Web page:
Recently, I have been playing Factorio again after a long break. A lot of new things added and a lot of improvements, but also a number of things removed and bugs existing for years classified as minor and never fixed. Luckily, there is a modding API that I have been experimenting with recently. You can see my Lua efforts in my GitHub.
IntelliJ is a very complex tool, with thousands of different settings, templates, customisations… Possibilities are endless, but there are a few check boxes that I would consider quick wins – changing them won’t take much of your time, but it can make a big difference to the way you work.
Recently I have organised a hands-on Java 8 workshop in Capita. The exercises are available in my GitHub repository. No matter your level, I think you can still learn something from it. It starts with basics such as lambdas and methods references, through Optionals, until finally reaching various Streams and gradually introducing their methods.
If you followed my blog or looked at any of my projects, you probably noticed that I am a big fan of Shazamcrest. I have introduced this library in every project I worked on, whether it’s personal or at work. Recently I came across AssertJ‘s
isEqualToComparingFieldByField(...) which tries to achieve something similar. All of these frameworks have certain problems that I would like to show you. I would also like to show you how easy it is to implement a good assertion method yourself.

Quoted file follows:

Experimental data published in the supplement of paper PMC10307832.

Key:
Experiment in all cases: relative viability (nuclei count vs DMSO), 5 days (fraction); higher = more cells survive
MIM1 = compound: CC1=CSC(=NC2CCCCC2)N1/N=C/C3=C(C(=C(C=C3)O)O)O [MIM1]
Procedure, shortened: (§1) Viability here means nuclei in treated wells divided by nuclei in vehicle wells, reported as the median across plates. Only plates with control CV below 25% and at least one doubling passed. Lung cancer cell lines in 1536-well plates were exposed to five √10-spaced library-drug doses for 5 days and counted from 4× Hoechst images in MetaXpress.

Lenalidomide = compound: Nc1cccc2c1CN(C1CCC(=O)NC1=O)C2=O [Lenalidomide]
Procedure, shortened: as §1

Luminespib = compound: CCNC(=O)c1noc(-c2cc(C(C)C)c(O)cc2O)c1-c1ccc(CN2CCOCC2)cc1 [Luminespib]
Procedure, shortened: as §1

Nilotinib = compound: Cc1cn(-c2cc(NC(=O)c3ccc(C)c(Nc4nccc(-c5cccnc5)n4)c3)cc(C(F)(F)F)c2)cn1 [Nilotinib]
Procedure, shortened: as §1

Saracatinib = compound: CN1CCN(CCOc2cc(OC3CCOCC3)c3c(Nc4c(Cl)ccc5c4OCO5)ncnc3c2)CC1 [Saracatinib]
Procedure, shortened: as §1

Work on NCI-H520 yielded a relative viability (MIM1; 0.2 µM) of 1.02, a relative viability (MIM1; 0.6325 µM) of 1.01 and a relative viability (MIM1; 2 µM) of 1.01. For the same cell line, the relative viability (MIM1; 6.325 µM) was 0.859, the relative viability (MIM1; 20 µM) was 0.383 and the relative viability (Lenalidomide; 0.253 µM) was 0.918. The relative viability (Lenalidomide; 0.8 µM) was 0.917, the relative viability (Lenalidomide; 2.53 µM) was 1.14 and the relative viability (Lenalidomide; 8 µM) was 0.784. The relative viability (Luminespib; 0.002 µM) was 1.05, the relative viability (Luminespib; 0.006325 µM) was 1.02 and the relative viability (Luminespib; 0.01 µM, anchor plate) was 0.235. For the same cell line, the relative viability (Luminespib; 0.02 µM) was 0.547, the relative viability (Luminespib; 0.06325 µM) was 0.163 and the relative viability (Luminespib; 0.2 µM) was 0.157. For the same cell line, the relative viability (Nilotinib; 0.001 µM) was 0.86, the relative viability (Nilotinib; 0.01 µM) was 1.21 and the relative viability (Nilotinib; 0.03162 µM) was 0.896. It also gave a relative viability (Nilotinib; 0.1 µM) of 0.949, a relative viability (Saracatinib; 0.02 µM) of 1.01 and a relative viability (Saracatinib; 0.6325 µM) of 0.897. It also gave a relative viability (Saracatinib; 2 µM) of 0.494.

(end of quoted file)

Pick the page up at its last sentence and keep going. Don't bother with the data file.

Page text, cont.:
MapToObjectConverter finally made it to Maven Central Repository. You can try it out by just adding a dependency:
<dependency> <groupId>uk.co.jpawlak</groupId> <artifactId>map-to-object-converter</artifactId> <version>1.1</version> </dependency>
As a Software Engineer consultant in Zuhlke, I have an opportunity to work on various projects in various stages of development. Recently I have joined another existing project and I have found out again that we use
List<Map<String, Object>>. But mapping it to objects is too much effort so instead we keep working with maps. But what if mapping could be trivial and painless?
Recently I gave a presentation called “Bad Practices of Testing”. It shows the most common mistakes done while writing tests, describes problems they cause and shows how to do it better. Slides are done using github markdown so you can read it online here: https://github.com/Jarcionek/Bad-Practices-of-Testing
You have probably heard about modulo bias using random number generator. If you read Effective Java by Joshua Bloch this problem is described in Item 47. But did you ever think why there is a problem with simple code like this
Math.abs(rnd.nextInt()) % n ? Why the distribution of elements is not equal and by how much is it exactly biased? Here is the mathematical explanation:
Recently when reviewing my code before opening a pull request, I have noticed a few methods that I felt were untested. I have run all tests with coverage and indeed 7 methods in the class were not covered. The class was a data object and all these 7 methods were mostly getters and setters so the following questions arose:
- Should I have a unit test for data object?
- Should I be testing getters and setters?
- Why I never had to do this before?